Falling leaves eventually become abundantly messy.

Autumn foliar color certainly is pretty while it lasts. Although less prominent locally than it is where cooler weather begins earlier, it is an asset to many home gardens. It generally appears a bit later within mild climates here, but might also remain suspended a bit later. Ultimately though, with enough wintry wind and rain, it eventually becomes foliar debris.

Evergreen foliage also contributes to the mess. It is likely less abundant than deciduous foliage is during autumn, but only because it sheds through more extensive seasons. For example, Southern magnolia sheds mostly through spring, as new foliage replaces older foliage. It then continues to shed additional debris throughout the year, including autumn.

Regardless of its various origins, foliar debris becomes more of a concern during autumn for two simple reasons. Firstly, and obviously, more of it accumulates during autumn than during any other season. Secondly, since autumn is the beginning of the rainy season, it is the most inconvenient time of year for such debris to accumulate within home gardens.

Roadside gutters, eavestroughs and their downspouts should drain efficiently. However, foliar debris can interfere with their drainage when it becomes most important. Roadside gutters are more accessible, so are easier to observe and clean. Eavestroughs and their downspouts may be beyond reach, but may need more cleaning if defoliation continues.

Foliar debris is unhealthy for turf, groundcover and shrubbery that it accumulates over. It inhibits photosynthesis by obstructing sunlight. It can also promote proliferation of fungal pathogens. This is why prompt raking is very important. Foliar debris can stain pavement and decking, and may be hazardously slippery. Behind chimneys, it can promote decay, and possibly become a fire hazard.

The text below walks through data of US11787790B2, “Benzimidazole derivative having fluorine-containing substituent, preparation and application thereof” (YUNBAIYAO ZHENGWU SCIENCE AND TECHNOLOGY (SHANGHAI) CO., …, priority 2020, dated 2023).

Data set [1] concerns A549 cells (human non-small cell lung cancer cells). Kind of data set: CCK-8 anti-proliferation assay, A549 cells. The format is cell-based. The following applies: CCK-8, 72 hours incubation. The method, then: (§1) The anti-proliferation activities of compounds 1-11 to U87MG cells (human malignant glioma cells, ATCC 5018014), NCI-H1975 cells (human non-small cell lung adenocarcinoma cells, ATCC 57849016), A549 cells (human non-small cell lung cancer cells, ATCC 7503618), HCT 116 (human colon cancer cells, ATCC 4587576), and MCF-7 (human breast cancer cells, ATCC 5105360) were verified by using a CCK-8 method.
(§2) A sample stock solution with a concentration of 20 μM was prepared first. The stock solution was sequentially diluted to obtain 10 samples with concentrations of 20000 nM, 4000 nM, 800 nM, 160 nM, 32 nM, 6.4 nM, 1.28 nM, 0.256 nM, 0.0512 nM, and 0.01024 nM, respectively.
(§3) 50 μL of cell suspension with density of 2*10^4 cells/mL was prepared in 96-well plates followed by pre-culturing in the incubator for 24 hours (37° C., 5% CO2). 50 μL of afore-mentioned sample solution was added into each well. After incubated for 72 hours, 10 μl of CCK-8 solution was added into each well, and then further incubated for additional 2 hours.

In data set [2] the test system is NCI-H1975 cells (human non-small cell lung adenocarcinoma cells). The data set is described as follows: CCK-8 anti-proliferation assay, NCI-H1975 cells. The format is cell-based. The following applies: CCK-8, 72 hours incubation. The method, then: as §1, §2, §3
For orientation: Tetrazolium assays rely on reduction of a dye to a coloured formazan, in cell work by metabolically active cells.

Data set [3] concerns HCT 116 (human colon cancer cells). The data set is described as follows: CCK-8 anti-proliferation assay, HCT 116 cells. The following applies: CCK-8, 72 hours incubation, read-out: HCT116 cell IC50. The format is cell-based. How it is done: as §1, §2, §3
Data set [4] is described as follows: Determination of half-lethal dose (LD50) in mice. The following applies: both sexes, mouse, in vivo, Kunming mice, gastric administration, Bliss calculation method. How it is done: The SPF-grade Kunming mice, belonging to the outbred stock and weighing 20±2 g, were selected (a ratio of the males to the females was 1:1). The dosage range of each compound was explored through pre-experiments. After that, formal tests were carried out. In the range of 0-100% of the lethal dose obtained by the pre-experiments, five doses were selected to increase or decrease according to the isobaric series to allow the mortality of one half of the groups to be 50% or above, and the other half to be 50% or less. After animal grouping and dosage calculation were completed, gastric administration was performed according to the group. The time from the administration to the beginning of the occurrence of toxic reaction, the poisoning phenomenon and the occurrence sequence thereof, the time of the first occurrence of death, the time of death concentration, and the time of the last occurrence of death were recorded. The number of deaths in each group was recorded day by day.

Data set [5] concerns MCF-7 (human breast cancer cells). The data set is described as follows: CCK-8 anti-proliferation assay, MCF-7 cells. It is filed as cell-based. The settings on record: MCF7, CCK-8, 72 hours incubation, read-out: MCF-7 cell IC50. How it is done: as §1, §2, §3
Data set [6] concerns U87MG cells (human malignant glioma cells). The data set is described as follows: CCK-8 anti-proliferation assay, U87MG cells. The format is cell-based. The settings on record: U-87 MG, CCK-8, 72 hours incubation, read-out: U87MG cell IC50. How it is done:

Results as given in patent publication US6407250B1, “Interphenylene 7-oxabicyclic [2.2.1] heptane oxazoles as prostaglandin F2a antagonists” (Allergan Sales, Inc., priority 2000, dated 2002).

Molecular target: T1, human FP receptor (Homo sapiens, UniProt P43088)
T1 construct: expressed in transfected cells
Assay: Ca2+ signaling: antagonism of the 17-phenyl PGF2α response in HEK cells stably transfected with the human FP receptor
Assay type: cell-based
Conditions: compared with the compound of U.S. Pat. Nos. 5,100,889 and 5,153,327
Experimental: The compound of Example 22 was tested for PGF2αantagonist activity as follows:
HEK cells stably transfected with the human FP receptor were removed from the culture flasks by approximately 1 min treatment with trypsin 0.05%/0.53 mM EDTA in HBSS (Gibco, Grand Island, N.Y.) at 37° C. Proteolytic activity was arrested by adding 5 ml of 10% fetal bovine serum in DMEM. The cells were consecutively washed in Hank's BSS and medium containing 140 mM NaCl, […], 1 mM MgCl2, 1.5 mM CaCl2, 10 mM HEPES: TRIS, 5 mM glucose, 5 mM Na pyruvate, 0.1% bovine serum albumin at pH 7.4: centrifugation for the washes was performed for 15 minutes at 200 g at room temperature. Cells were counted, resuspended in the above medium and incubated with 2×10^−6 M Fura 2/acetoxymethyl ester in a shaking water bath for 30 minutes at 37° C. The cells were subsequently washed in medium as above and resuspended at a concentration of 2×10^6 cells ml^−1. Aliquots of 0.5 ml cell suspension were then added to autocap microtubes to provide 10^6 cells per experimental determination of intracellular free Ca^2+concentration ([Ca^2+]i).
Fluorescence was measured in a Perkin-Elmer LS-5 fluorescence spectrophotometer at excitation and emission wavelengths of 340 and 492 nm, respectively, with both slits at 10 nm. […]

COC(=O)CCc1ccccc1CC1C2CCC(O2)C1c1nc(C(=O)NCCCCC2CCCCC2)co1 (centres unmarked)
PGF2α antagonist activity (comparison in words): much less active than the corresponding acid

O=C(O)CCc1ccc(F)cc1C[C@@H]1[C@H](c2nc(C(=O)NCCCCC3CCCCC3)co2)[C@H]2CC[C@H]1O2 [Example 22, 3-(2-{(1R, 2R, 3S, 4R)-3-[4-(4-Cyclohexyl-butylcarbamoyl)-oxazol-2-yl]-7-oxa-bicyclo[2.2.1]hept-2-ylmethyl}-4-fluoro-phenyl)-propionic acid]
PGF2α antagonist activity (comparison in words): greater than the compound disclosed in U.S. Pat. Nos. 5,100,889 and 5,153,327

4 thoughts on “Debris Fills Gutters During Autumn

    1. Gutters seem to be overrated to me. I used to live in a home of Ranch architecture. Gutters were nice over the entrance to the garage and a walkway that went to the front door but really did not do much elsewhere. (Realistically, the walkway should not have been directly under the edge of an eave anyway. The roof was designed to drain away from the entrance to the porch.) They collected water from the roof, but merely directed into downspouts that merely poured it out onto the ground below the gutters. The eaves were so far from the walls that I doubt that falling water would have splattered much onto the walls. Splatter could have been mitigated by foundations plants, such as lily of the Nile.

      Liked by 1 person

      1. Lily of the Nile can do the same, but because of the reliance on gutters, no one bothers to consider the function of foundation planting. Landscape designers think that the only function of foundation plantings is to obscure the foundation.

        Liked by 1 person

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